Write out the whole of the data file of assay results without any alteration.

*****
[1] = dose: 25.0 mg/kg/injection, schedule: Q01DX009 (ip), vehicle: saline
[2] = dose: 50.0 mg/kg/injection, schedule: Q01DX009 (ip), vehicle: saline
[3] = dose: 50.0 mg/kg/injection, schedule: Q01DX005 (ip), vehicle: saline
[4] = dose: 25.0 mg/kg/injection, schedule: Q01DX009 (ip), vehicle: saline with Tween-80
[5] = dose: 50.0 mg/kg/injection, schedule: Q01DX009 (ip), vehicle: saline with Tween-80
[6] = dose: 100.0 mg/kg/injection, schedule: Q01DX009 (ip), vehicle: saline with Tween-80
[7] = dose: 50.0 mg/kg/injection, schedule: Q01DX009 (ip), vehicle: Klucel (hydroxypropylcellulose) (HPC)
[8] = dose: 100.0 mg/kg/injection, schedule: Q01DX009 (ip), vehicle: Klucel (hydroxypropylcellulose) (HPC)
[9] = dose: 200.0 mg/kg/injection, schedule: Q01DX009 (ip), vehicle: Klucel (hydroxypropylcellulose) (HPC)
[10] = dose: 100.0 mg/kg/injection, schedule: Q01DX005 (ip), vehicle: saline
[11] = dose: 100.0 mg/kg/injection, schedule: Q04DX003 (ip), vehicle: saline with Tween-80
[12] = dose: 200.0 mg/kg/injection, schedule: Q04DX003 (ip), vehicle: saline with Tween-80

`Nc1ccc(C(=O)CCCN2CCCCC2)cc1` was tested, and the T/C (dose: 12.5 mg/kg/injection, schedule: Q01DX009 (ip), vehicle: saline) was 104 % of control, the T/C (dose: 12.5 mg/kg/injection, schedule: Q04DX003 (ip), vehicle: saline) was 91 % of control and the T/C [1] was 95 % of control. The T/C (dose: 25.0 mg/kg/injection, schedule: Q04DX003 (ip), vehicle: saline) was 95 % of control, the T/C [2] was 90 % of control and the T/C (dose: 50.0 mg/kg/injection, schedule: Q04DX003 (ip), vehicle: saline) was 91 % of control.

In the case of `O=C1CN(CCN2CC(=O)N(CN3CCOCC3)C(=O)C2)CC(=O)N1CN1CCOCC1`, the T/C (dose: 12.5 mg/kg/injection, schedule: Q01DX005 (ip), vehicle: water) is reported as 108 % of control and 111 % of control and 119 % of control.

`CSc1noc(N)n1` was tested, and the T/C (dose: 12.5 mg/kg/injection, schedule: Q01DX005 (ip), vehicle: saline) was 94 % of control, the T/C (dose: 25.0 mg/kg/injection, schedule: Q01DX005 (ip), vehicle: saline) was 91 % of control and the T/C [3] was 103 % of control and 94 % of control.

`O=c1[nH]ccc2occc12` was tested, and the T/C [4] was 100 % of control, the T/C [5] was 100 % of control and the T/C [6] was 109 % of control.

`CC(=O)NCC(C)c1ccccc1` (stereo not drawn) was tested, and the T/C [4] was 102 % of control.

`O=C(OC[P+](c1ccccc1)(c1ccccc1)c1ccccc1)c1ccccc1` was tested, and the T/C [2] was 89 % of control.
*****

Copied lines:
[1] = dose: 25.0 mg/kg/injection, schedule: Q01DX009 (ip), vehicle: saline
[2] = dose: 50.0 mg/kg/injection, schedule: Q01DX009 (ip), vehicle: saline
[3] = dose: 50.0 mg/kg/injection, schedule: Q01DX005 (ip), vehicle: saline
[4] = dose: 25.0 mg/kg/injection, schedule: Q01DX009 (ip), vehicle: saline with Tween-80
[5] = dose: 50.0 mg/kg/injection, schedule: Q01DX009 (ip), vehicle: saline with Tween-80
[6] = dose: 100.0 mg/kg/injection, schedule: Q01DX009 (ip), vehicle: saline with Tween-80
[7] = dose: 50.0 mg/kg/injection, schedule: Q01DX009 (ip), vehicle: Klucel (hydroxypropylcellulose) (HPC)
[8] = dose: 100.0 mg/kg/injection, schedule: Q01DX009 (ip), vehicle: Klucel (hydroxypropylcellulose) (HPC)
[9] = dose: 200.0 mg/kg/injection, schedule: Q01DX009 (ip), vehicle: Klucel (hydroxypropylcellulose) (HPC)
[10] = dose: 100.0 mg/kg/injection, schedule: Q01DX005 (ip), vehicle: saline
[11] = dose: 100.0 mg/kg/injection, schedule: Q04DX003 (ip), vehicle: saline with Tween-80
[12] = dose: 200.0 mg/kg/injection, schedule: Q04DX003 (ip), vehicle: saline with Tween-80

`Nc1ccc(C(=O)CCCN2CCCCC2)cc1` was tested, and the T/C (dose: 12.5 mg/kg/injection, schedule: Q01DX009 (ip), vehicle: saline) was 104 % of control, the T/C (dose: 12.5 mg/kg/injection, schedule: Q04DX003 (ip), vehicle: saline) was 91 % of control and the T/C [1] was 95 % of control. The T/C (dose: 25.0 mg/kg/injection, schedule: Q04DX003 (ip), vehicle: saline) was 95 % of control, the T/C [2] was 90 % of control and the T/C (dose: 50.0 mg/kg/injection, schedule: Q04DX003 (ip), vehicle: saline) was 91 % of control.

In the case of `O=C1CN(CCN2CC(=O)N(CN3CCOCC3)C(=O)C2)CC(=O)N1CN1CCOCC1`, the T/C (dose: 12.5 mg/kg/injection, schedule: Q01DX005 (ip), vehicle: water) is reported as 108 % of control and 111 % of control and 119 % of control.

`CSc1noc(N)n1` was tested, and the T/C (dose: 12.5 mg/kg/injection, schedule: Q01DX005 (ip), vehicle: saline) was 94 % of control, the T/C (dose: 25.0 mg/kg/injection, schedule: Q01DX005 (ip), vehicle: saline) was 91 % of control and the T/C [3] was 103 % of control and 94 % of control.

`O=c1[nH]ccc2occc12` was tested, and the T/C [4] was 100 % of control, the T/C [5] was 100 % of control and the T/C [6] was 109 % of control.

`CC(=O)NCC(C)c1ccccc1` (stereo not drawn) was tested, and the T/C [4] was 102 % of control.

`O=C(OC[P+](c1ccccc1)(c1ccccc1)c1ccccc1)c1ccccc1` was tested, and the T/C [2] was 89 % of control.